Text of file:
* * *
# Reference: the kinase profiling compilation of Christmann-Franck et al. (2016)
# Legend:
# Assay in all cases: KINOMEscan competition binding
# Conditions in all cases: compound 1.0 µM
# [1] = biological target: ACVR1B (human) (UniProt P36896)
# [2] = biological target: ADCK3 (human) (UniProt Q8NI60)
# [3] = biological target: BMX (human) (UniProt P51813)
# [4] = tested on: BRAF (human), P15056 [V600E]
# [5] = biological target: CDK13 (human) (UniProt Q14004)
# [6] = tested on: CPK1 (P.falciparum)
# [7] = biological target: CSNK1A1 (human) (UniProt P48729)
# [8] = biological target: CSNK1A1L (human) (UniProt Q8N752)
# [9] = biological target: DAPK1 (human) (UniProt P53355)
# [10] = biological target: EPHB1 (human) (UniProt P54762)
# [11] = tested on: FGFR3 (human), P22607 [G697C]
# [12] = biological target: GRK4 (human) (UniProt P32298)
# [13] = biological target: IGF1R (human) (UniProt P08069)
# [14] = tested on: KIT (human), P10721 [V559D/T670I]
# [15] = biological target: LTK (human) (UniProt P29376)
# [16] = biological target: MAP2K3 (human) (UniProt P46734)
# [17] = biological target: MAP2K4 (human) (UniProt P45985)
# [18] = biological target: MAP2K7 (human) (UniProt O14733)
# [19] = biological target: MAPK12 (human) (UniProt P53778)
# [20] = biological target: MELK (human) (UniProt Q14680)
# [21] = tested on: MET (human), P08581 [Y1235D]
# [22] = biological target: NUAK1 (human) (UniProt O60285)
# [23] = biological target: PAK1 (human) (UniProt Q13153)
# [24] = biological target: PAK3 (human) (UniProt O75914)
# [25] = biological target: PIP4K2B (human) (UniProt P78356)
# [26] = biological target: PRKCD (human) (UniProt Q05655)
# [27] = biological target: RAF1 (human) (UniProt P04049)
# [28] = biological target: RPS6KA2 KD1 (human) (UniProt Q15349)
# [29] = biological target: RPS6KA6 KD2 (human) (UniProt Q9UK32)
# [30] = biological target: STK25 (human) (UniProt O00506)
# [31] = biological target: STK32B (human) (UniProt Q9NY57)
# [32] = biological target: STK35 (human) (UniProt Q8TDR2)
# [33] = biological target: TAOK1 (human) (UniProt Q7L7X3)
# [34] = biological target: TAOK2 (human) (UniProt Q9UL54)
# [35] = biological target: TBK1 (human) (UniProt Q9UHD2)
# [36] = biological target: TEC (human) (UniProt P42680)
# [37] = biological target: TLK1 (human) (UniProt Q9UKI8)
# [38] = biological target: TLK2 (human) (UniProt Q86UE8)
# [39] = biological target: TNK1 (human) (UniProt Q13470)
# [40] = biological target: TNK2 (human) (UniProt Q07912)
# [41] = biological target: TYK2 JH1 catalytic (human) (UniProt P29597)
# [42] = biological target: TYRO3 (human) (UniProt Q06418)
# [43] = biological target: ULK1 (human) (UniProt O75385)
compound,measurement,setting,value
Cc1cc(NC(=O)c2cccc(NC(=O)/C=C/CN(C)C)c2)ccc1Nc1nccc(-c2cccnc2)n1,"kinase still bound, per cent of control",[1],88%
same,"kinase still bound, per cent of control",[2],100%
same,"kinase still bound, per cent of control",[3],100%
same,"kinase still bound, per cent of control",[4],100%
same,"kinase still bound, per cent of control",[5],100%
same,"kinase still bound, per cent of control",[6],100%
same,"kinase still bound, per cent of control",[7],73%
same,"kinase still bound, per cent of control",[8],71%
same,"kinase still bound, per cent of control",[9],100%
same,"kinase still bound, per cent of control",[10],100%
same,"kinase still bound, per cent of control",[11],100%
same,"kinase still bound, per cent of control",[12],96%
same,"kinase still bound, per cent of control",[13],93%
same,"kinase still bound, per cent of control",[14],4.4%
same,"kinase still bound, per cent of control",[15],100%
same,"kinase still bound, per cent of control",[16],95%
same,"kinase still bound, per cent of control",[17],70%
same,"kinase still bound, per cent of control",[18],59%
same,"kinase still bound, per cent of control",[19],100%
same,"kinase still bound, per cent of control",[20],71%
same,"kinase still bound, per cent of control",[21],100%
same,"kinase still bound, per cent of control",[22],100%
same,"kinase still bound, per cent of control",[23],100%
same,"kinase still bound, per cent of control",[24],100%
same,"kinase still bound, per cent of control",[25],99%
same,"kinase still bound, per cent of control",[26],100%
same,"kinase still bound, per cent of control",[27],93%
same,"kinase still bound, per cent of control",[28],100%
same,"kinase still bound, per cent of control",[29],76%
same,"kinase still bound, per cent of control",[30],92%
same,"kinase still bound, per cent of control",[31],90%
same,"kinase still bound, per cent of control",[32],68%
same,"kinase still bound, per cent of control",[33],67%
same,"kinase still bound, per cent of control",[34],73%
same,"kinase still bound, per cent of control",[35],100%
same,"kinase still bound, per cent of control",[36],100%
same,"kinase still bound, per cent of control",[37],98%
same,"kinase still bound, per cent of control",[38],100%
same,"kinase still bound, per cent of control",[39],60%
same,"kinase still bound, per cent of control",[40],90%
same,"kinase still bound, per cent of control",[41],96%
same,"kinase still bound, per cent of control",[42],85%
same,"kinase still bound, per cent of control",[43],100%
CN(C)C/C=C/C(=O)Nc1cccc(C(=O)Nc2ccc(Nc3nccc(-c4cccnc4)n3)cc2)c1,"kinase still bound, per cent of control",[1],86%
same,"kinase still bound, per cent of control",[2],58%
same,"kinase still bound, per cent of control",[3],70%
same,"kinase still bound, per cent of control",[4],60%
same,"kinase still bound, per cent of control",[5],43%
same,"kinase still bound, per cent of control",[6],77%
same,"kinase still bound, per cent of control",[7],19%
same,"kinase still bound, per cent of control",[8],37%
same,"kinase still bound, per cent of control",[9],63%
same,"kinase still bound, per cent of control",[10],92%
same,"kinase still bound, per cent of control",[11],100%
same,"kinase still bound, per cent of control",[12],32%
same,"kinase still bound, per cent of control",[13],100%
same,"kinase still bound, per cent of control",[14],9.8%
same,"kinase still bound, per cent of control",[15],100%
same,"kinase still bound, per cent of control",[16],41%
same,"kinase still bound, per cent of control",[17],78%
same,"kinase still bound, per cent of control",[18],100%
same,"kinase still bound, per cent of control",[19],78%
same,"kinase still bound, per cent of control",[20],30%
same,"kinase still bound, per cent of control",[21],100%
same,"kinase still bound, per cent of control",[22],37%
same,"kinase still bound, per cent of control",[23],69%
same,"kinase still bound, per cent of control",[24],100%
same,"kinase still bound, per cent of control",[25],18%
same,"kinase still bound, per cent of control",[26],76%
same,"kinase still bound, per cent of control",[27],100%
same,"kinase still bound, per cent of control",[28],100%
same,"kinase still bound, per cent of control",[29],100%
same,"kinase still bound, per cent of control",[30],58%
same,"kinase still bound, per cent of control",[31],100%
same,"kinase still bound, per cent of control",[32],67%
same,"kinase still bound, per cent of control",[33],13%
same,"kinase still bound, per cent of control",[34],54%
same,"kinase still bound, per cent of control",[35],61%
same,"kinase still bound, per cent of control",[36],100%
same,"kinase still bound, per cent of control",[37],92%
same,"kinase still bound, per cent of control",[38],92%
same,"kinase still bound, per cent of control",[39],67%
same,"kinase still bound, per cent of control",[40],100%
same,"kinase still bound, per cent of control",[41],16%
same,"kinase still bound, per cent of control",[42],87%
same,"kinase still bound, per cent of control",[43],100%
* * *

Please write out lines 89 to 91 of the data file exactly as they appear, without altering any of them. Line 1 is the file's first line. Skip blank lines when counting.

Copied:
same,"kinase still bound, per cent of control",[41],96%
same,"kinase still bound, per cent of control",[42],85%
same,"kinase still bound, per cent of control",[43],100%